Speculation and destabilisation

K.F. Radalj, Michael Mcaleer

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    2 Citations (Scopus)


    In the context of flexible exchange rates, Milton Friedman proposed that speculation must exert a stabilising influence on prices to remain profitable. This generated a substantial amount of predominantly theoretical research into the behaviour of speculators, for which the results seem to depend critically upon the assumptions. Such theoretical models need to be tested against empirical evidence to determine whether speculators behave in a destabilising manner. Using recent theoretical developments in the literature on modelling financial volatility, this paper tests the significance of speculators and their contributions to describing weekly volatilities across a series of currency, metals and commodity markets. As the time-varying conditional volatility GARCH model and its variants have been criticised for lacking economic content, incorporating speculators into such models contributes to an accommodation of this criticism. The economic implications from establishing the importance of speculators are far-reaching. Policymakers often discuss the imposition of a Tobin tax to curb speculation, so it must be established that speculators behave in economically destructive ways. The inclusion of speculators is also likely to yield superior forecasting models of volatility, and hence more efficient pricing of derivative instruments. (c) 2005 Published by Elsevier B.V. on behalf of IMACS.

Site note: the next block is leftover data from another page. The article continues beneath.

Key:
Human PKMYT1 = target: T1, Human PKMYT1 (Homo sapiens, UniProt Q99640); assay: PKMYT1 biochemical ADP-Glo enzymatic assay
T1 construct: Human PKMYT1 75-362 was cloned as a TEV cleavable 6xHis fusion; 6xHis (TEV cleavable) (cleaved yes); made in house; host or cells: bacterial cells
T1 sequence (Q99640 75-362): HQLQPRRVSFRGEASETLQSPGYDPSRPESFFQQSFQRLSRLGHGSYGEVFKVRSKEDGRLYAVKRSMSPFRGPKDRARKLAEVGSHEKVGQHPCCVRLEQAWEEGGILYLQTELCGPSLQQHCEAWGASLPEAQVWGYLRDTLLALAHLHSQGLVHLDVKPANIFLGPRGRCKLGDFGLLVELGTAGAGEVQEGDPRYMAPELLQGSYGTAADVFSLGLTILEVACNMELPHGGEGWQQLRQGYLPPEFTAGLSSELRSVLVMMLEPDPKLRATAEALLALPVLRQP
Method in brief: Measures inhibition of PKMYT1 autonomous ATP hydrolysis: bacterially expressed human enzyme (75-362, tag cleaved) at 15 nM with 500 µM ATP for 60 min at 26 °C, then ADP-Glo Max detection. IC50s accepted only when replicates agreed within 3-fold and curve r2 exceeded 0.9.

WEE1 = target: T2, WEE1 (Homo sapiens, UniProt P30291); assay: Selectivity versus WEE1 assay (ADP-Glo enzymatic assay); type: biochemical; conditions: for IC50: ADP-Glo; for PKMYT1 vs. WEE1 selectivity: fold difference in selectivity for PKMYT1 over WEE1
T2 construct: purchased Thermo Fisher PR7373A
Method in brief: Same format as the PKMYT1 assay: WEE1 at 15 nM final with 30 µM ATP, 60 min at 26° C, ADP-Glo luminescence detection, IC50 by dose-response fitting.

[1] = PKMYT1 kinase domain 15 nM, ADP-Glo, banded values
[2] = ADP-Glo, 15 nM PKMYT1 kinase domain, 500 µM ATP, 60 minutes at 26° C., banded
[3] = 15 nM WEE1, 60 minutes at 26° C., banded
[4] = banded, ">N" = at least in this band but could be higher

Original languageEnglish
    Pages (from-to)151-161
    JournalMathematics and Computers in Simulation
    Publication statusPublished - 2005


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